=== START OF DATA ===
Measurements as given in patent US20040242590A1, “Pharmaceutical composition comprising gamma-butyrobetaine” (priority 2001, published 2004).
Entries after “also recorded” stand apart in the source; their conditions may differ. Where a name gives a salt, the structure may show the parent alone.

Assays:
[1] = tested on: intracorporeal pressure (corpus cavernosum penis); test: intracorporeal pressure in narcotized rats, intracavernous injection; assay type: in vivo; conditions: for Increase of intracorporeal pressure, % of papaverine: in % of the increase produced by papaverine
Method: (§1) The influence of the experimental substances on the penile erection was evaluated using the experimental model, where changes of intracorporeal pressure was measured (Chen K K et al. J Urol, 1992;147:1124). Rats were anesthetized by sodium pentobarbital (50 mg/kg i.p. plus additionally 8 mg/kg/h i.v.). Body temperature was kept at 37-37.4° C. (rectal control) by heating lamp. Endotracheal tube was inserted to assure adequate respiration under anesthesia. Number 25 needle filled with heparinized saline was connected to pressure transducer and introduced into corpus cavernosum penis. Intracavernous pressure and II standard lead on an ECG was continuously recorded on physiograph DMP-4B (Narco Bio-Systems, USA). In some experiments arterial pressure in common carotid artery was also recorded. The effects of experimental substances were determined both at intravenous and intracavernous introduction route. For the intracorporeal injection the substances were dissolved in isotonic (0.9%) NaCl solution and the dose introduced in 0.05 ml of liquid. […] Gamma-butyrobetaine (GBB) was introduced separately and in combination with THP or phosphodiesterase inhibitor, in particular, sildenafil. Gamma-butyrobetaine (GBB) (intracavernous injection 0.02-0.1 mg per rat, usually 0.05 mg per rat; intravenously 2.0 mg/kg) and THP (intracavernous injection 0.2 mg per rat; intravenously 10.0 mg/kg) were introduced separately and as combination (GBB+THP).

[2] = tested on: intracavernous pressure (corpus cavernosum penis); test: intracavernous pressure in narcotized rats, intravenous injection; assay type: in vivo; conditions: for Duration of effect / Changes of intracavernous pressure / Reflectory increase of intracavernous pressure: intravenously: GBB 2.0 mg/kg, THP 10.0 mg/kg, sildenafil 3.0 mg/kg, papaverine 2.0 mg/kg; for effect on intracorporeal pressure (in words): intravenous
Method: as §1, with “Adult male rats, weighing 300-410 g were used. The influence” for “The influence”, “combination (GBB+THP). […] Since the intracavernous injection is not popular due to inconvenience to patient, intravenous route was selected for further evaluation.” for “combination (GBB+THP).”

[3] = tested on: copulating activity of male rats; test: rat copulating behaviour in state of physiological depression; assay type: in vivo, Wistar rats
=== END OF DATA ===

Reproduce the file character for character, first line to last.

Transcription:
Measurements as given in patent US20040242590A1, “Pharmaceutical composition comprising gamma-butyrobetaine” (priority 2001, published 2004).
Entries after “also recorded” stand apart in the source; their conditions may differ. Where a name gives a salt, the structure may show the parent alone.

Assays:
[1] = tested on: intracorporeal pressure (corpus cavernosum penis); test: intracorporeal pressure in narcotized rats, intracavernous injection; assay type: in vivo; conditions: for Increase of intracorporeal pressure, % of papaverine: in % of the increase produced by papaverine
Method: (§1) The influence of the experimental substances on the penile erection was evaluated using the experimental model, where changes of intracorporeal pressure was measured (Chen K K et al. J Urol, 1992;147:1124). Rats were anesthetized by sodium pentobarbital (50 mg/kg i.p. plus additionally 8 mg/kg/h i.v.). Body temperature was kept at 37-37.4° C. (rectal control) by heating lamp. Endotracheal tube was inserted to assure adequate respiration under anesthesia. Number 25 needle filled with heparinized saline was connected to pressure transducer and introduced into corpus cavernosum penis. Intracavernous pressure and II standard lead on an ECG was continuously recorded on physiograph DMP-4B (Narco Bio-Systems, USA). In some experiments arterial pressure in common carotid artery was also recorded. The effects of experimental substances were determined both at intravenous and intracavernous introduction route. For the intracorporeal injection the substances were dissolved in isotonic (0.9%) NaCl solution and the dose introduced in 0.05 ml of liquid. […] Gamma-butyrobetaine (GBB) was introduced separately and in combination with THP or phosphodiesterase inhibitor, in particular, sildenafil. Gamma-butyrobetaine (GBB) (intracavernous injection 0.02-0.1 mg per rat, usually 0.05 mg per rat; intravenously 2.0 mg/kg) and THP (intracavernous injection 0.2 mg per rat; intravenously 10.0 mg/kg) were introduced separately and as combination (GBB+THP).

[2] = tested on: intracavernous pressure (corpus cavernosum penis); test: intracavernous pressure in narcotized rats, intravenous injection; assay type: in vivo; conditions: for Duration of effect / Changes of intracavernous pressure / Reflectory increase of intracavernous pressure: intravenously: GBB 2.0 mg/kg, THP 10.0 mg/kg, sildenafil 3.0 mg/kg, papaverine 2.0 mg/kg; for effect on intracorporeal pressure (in words): intravenous
Method: as §1, with “Adult male rats, weighing 300-410 g were used. The influence” for “The influence”, “combination (GBB+THP). […] Since the intracavernous injection is not popular due to inconvenience to patient, intravenous route was selected for further evaluation.” for “combination (GBB+THP).”

[3] = tested on: copulating activity of male rats; test: rat copulating behaviour in state of physiological depression; assay type: in vivo, Wistar rats